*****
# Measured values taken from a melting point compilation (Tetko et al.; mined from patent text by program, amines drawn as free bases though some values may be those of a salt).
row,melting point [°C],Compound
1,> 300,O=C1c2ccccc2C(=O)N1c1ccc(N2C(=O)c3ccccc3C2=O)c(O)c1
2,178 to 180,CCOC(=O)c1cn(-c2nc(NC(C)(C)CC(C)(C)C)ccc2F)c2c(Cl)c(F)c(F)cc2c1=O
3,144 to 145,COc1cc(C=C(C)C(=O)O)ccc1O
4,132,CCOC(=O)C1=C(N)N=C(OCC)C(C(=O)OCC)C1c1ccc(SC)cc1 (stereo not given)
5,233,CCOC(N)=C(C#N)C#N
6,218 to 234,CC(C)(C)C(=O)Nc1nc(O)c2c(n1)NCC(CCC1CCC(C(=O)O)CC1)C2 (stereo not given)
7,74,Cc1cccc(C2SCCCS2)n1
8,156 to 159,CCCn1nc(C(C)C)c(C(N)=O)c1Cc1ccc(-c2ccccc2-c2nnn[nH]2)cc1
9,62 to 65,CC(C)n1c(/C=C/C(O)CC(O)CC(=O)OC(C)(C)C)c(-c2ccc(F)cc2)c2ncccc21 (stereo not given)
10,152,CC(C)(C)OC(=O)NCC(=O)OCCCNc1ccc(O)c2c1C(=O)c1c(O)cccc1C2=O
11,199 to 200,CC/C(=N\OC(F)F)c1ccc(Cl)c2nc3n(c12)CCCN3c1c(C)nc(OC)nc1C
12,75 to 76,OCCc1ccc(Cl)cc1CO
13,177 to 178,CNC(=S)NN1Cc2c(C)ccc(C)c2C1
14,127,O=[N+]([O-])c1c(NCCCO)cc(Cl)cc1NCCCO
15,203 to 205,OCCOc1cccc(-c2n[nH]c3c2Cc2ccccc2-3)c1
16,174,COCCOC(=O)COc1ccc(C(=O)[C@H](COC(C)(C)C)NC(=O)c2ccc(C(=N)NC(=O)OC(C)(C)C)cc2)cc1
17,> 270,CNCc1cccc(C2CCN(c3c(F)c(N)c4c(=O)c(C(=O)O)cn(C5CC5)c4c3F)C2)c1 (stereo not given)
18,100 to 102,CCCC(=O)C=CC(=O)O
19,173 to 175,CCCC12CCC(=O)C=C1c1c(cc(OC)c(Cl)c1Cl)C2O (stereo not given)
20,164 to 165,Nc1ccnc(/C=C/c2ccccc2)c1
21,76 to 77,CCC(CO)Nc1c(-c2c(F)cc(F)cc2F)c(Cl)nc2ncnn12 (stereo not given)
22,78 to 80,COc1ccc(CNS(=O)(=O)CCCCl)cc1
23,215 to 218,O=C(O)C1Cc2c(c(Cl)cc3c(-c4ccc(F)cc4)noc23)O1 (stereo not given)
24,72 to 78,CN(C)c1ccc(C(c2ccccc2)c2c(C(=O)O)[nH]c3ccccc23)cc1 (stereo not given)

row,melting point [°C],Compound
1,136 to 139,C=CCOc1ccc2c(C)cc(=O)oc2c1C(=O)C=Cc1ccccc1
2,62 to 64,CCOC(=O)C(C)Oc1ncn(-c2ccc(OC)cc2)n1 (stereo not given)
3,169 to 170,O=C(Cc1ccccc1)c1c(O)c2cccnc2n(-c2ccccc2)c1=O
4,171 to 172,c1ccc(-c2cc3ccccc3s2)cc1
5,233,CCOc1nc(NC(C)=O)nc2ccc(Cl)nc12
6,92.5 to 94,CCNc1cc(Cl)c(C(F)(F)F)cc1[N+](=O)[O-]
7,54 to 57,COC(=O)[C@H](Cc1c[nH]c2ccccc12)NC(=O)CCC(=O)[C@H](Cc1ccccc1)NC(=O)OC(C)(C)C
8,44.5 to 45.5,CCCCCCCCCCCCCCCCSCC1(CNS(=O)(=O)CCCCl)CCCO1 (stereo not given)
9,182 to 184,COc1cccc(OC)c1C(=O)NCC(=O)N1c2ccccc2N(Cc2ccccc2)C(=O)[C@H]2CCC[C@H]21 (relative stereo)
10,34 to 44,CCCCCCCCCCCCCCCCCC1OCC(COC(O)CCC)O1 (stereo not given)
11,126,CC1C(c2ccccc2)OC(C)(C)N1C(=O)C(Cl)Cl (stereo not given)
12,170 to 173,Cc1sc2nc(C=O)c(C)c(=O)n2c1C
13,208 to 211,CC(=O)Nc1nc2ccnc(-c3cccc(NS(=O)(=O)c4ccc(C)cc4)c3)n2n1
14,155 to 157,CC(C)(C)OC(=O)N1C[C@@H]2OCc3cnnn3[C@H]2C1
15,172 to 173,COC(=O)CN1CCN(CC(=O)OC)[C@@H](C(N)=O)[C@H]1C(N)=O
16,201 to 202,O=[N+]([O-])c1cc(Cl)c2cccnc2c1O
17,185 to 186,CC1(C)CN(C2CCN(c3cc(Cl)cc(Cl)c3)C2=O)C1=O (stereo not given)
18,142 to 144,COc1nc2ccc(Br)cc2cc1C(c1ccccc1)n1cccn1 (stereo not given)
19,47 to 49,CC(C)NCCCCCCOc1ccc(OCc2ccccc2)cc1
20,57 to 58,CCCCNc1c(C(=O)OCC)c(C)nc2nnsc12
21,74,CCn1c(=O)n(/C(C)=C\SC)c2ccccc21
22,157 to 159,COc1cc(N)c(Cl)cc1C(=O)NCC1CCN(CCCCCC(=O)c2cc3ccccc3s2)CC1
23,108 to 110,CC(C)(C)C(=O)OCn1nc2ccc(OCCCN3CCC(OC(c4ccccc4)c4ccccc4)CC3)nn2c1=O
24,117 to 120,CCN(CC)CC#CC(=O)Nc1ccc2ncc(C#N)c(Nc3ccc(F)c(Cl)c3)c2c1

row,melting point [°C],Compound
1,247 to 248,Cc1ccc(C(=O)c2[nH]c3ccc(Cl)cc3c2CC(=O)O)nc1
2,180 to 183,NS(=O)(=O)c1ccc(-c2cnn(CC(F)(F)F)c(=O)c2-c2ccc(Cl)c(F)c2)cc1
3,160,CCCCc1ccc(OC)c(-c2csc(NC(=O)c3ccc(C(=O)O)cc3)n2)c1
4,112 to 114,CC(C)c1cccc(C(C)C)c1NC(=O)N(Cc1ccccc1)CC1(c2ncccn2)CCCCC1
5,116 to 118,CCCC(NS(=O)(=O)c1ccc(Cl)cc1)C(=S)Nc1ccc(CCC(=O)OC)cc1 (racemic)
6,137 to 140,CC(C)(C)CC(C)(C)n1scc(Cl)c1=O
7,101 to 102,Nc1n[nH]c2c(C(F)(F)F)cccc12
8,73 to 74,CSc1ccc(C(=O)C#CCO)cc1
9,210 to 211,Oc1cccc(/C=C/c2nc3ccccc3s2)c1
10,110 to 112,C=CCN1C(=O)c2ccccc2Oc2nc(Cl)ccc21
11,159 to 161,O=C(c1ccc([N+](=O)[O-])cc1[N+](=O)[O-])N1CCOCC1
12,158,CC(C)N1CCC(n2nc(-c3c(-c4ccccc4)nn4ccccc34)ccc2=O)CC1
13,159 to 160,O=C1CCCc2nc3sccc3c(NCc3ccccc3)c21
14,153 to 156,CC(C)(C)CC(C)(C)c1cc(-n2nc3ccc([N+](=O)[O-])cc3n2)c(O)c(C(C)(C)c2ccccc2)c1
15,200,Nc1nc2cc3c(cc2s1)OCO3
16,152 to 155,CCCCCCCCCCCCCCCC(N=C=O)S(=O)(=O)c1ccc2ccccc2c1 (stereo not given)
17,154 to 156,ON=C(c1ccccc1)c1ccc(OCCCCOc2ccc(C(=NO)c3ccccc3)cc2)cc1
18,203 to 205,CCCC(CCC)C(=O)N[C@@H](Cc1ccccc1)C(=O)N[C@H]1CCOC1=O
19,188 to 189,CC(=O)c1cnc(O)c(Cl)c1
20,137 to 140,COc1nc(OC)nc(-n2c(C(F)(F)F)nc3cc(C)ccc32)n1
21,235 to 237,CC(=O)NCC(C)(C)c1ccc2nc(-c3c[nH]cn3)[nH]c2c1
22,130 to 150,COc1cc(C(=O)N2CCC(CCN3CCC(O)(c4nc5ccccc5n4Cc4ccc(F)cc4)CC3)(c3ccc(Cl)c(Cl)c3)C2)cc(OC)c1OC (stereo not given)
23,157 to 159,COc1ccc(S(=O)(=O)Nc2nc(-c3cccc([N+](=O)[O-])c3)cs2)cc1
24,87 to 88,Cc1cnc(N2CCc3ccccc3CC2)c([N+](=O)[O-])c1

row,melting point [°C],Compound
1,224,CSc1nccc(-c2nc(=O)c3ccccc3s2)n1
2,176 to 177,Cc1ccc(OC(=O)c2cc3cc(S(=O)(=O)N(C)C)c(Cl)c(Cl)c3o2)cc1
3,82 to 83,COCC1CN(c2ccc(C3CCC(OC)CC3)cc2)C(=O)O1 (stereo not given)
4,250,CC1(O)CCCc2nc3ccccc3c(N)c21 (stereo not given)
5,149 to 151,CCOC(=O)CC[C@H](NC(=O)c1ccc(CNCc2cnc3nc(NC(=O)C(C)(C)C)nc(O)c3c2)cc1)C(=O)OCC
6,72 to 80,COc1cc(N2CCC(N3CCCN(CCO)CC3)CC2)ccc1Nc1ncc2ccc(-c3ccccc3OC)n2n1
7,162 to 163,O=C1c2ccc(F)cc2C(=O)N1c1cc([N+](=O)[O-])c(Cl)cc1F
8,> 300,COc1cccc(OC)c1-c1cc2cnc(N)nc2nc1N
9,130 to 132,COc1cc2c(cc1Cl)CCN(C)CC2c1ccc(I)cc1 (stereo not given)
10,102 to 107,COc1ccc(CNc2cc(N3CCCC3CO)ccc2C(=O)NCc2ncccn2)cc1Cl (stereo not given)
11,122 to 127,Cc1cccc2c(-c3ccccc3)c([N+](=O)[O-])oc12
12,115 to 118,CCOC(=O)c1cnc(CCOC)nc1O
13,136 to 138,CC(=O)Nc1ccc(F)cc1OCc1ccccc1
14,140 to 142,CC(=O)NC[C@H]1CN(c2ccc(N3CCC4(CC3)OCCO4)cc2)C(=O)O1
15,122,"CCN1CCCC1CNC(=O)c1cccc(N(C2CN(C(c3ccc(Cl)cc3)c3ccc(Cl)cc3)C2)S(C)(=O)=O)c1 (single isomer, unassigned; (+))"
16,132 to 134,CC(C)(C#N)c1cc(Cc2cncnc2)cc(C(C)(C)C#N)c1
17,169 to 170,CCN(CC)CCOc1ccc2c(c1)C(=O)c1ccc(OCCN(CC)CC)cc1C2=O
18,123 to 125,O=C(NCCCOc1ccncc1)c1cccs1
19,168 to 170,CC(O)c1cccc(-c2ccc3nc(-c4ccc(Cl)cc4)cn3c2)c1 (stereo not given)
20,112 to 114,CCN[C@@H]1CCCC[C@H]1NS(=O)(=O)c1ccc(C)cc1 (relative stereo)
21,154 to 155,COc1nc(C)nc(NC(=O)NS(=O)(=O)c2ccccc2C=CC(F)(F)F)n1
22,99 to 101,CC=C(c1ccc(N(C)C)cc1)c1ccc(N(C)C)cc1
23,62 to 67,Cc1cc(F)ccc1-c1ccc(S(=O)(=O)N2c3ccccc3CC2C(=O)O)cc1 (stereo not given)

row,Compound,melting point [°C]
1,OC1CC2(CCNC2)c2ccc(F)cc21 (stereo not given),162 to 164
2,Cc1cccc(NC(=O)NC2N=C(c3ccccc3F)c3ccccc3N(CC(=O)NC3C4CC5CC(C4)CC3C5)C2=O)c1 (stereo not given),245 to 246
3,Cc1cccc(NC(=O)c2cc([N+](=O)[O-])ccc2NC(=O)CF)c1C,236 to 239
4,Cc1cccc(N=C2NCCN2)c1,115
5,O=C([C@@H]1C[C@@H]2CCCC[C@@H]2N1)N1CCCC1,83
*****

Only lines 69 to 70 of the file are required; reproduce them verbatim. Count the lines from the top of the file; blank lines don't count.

17,154 to 156,ON=C(c1ccccc1)c1ccc(OCCCCOc2ccc(C(=NO)c3ccccc3)cc2)cc1
18,203 to 205,CCCC(CCC)C(=O)N[C@@H](Cc1ccccc1)C(=O)N[C@H]1CCOC1=O